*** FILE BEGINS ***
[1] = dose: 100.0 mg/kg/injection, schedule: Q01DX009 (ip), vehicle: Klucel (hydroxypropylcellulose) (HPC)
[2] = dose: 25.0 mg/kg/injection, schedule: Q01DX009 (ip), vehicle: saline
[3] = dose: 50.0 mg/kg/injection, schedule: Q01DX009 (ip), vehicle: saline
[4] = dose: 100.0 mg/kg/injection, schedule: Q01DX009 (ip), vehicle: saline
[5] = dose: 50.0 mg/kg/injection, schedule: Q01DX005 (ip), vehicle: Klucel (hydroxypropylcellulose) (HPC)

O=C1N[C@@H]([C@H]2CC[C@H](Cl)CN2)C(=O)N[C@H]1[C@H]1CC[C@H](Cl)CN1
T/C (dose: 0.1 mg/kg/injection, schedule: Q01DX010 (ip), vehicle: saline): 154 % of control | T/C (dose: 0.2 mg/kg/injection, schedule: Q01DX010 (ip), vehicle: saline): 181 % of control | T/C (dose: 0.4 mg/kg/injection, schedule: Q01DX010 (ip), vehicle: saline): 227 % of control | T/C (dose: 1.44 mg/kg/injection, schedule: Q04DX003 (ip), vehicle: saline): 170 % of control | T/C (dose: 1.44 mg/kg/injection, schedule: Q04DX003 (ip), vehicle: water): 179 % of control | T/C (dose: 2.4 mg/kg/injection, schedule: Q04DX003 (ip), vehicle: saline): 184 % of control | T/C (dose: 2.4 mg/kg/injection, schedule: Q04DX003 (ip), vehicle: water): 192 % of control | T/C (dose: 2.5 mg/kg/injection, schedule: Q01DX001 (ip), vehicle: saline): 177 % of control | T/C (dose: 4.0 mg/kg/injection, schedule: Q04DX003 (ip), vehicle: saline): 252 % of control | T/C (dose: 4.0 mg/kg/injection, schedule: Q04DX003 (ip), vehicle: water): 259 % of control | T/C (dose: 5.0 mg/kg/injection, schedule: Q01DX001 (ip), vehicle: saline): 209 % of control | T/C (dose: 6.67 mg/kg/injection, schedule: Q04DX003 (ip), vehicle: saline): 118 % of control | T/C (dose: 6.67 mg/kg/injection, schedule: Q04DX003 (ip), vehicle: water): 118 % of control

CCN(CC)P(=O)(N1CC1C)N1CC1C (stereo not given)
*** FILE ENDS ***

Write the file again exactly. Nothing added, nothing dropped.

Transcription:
[1] = dose: 100.0 mg/kg/injection, schedule: Q01DX009 (ip), vehicle: Klucel (hydroxypropylcellulose) (HPC)
[2] = dose: 25.0 mg/kg/injection, schedule: Q01DX009 (ip), vehicle: saline
[3] = dose: 50.0 mg/kg/injection, schedule: Q01DX009 (ip), vehicle: saline
[4] = dose: 100.0 mg/kg/injection, schedule: Q01DX009 (ip), vehicle: saline
[5] = dose: 50.0 mg/kg/injection, schedule: Q01DX005 (ip), vehicle: Klucel (hydroxypropylcellulose) (HPC)

O=C1N[C@@H]([C@H]2CC[C@H](Cl)CN2)C(=O)N[C@H]1[C@H]1CC[C@H](Cl)CN1
T/C (dose: 0.1 mg/kg/injection, schedule: Q01DX010 (ip), vehicle: saline): 154 % of control | T/C (dose: 0.2 mg/kg/injection, schedule: Q01DX010 (ip), vehicle: saline): 181 % of control | T/C (dose: 0.4 mg/kg/injection, schedule: Q01DX010 (ip), vehicle: saline): 227 % of control | T/C (dose: 1.44 mg/kg/injection, schedule: Q04DX003 (ip), vehicle: saline): 170 % of control | T/C (dose: 1.44 mg/kg/injection, schedule: Q04DX003 (ip), vehicle: water): 179 % of control | T/C (dose: 2.4 mg/kg/injection, schedule: Q04DX003 (ip), vehicle: saline): 184 % of control | T/C (dose: 2.4 mg/kg/injection, schedule: Q04DX003 (ip), vehicle: water): 192 % of control | T/C (dose: 2.5 mg/kg/injection, schedule: Q01DX001 (ip), vehicle: saline): 177 % of control | T/C (dose: 4.0 mg/kg/injection, schedule: Q04DX003 (ip), vehicle: saline): 252 % of control | T/C (dose: 4.0 mg/kg/injection, schedule: Q04DX003 (ip), vehicle: water): 259 % of control | T/C (dose: 5.0 mg/kg/injection, schedule: Q01DX001 (ip), vehicle: saline): 209 % of control | T/C (dose: 6.67 mg/kg/injection, schedule: Q04DX003 (ip), vehicle: saline): 118 % of control | T/C (dose: 6.67 mg/kg/injection, schedule: Q04DX003 (ip), vehicle: water): 118 % of control

CCN(CC)P(=O)(N1CC1C)N1CC1C (stereo not given)